I met Freyda Spira, Assistant Curator of Drawings and Prints, at the top of the grand staircase at the Metropolitan Museum of Art in New York. Along with Gregory Jecmen at the National Gallery of Art in Washington, Freyda organized the exhibition currently on view at the Blanton, Imperial Augsburg: Renaissance Prints and Drawings, 1475-1540. Freyda quickly ushered me passed roped passages and locked doors until we arrived at a quiet reading room lined with books on metallurgy, weaponry, and war. In the middle sat a half suit of armor and a helmet, delicately etched in the style of Daniel Hopfer, who was commissioned by some of the best armorers in Augsburg to embellish arms and armor with etched flora and fauna, imaginary beasts, and female nudes. His style, with a distinctive dot patterned background and raised design, became indicative of the Northern Renaissance and known simply as Hopfer Style.
I’d come to the Met with the hope of borrowing armor to display alongside the prints and drawings in Imperial Augsburg. Sitting in front of the impressive pieces they’d laid out, the curators and I talked about the close connection between armor decoration and printmaking and which piece would best demonstration this tie to our museum visitors. Choosing became a problem given the merits of both pieces and the simple fact that much of our audience has never had the opportunity to see works like this in person. I pressed my luck and asked for both the helmet and the suit of armor—the Met graciously agreed! Because of their fragility and complicated construction, the pieces arrived from New York with their own courier. They were assembled in our galleries and placed in specially designed cases, surrounded by prints from the same period.
So what is a suit of armor doing in an exhibition on Renaissance prints and drawings? Intaglio prints such as engravings (where lines are carved directly into the plate), and etchings (where lines are created using acid and an acid resist), owe much of their history to early modern metalsmiths. Shortly after Johannes Gutenberg started printing around 1450 in Mainz, Germany, artisans experimented with different types of printing presses—some applied gentle, even pressure and others very high levels of pressure. Through this experimentation, metal workers discovered they could make an impression on paper when they inked flat, metal plates and put them through a high level press. With printmaking, metalsmiths were able to record their designs, display them in their workshop, or distribute them throughout the region to secure commissions. Although printmakers were successfully printing engravings throughout Europe, Daniel Hopfer was the first to pull a print from an etched plate around 1500 in Augsburg.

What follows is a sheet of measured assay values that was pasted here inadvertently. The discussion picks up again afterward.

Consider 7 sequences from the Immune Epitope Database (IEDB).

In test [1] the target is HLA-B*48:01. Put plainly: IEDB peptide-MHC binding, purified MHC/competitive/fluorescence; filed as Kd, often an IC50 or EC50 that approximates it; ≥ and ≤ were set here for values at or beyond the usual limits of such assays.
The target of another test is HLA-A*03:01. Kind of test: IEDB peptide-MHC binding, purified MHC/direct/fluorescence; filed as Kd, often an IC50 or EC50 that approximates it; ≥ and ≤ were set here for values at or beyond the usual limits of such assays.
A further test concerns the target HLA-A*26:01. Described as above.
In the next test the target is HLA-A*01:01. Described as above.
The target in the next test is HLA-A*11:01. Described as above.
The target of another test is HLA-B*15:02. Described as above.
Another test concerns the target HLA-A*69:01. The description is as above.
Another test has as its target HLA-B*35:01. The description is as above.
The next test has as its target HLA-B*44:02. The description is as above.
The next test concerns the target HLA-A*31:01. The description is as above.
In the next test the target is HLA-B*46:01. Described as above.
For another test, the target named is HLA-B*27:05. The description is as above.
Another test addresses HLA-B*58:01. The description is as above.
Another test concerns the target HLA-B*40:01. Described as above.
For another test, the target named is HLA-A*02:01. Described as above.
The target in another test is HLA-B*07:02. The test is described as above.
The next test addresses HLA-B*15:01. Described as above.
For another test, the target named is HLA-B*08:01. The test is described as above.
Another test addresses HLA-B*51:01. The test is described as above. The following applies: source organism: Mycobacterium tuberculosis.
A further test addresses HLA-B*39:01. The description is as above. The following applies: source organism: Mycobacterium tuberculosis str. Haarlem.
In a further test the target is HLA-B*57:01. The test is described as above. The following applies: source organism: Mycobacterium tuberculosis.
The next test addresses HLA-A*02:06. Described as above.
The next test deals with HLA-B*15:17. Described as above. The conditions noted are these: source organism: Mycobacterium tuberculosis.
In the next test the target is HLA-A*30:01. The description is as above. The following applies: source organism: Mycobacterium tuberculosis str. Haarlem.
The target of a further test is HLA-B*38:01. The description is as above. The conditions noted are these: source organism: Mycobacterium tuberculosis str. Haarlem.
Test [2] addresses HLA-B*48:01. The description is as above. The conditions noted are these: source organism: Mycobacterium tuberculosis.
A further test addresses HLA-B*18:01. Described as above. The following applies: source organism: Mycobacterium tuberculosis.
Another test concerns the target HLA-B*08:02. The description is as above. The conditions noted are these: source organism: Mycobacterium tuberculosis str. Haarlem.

With the invention of etching and color printing, the small German town of Augsburg left a tremendous mark on the history of art. The research conducted by the curators and paper conservators at the Met and the NGA in preparation for this exhibition will forever change the way we teach printmaking. The Blanton’s large collection of prints and drawings is enhanced by scholarly exhibitions such as this one, offering a glimpse into the complex history of the works in our own collection. More importantly, we have the opportunity to bring a part of Renaissance Germany all to way to Austin, Texas!
– Catherine Zinser, Manager of Exhibitions